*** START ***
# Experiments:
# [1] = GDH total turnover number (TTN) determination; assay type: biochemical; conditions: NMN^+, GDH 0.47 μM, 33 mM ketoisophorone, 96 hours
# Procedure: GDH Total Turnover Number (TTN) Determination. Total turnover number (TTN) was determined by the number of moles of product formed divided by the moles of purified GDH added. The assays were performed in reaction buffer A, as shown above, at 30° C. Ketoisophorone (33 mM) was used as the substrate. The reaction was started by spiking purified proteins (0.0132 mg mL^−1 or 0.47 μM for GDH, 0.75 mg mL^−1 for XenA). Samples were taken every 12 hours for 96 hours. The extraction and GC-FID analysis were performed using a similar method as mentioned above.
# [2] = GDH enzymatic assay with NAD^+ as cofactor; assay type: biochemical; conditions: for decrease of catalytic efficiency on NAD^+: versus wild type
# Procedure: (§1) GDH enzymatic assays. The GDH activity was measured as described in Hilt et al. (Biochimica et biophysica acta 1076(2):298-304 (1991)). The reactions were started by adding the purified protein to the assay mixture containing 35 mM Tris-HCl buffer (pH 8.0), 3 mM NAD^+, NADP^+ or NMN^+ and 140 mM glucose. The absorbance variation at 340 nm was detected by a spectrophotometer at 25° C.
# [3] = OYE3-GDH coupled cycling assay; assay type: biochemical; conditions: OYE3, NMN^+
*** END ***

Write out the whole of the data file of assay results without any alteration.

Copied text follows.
# Experiments:
# [1] = GDH total turnover number (TTN) determination; assay type: biochemical; conditions: NMN^+, GDH 0.47 μM, 33 mM ketoisophorone, 96 hours
# Procedure: GDH Total Turnover Number (TTN) Determination. Total turnover number (TTN) was determined by the number of moles of product formed divided by the moles of purified GDH added. The assays were performed in reaction buffer A, as shown above, at 30° C. Ketoisophorone (33 mM) was used as the substrate. The reaction was started by spiking purified proteins (0.0132 mg mL^−1 or 0.47 μM for GDH, 0.75 mg mL^−1 for XenA). Samples were taken every 12 hours for 96 hours. The extraction and GC-FID analysis were performed using a similar method as mentioned above.
# [2] = GDH enzymatic assay with NAD^+ as cofactor; assay type: biochemical; conditions: for decrease of catalytic efficiency on NAD^+: versus wild type
# Procedure: (§1) GDH enzymatic assays. The GDH activity was measured as described in Hilt et al. (Biochimica et biophysica acta 1076(2):298-304 (1991)). The reactions were started by adding the purified protein to the assay mixture containing 35 mM Tris-HCl buffer (pH 8.0), 3 mM NAD^+, NADP^+ or NMN^+ and 140 mM glucose. The absorbance variation at 340 nm was detected by a spectrophotometer at 25° C.
# [3] = OYE3-GDH coupled cycling assay; assay type: biochemical; conditions: OYE3, NMN^+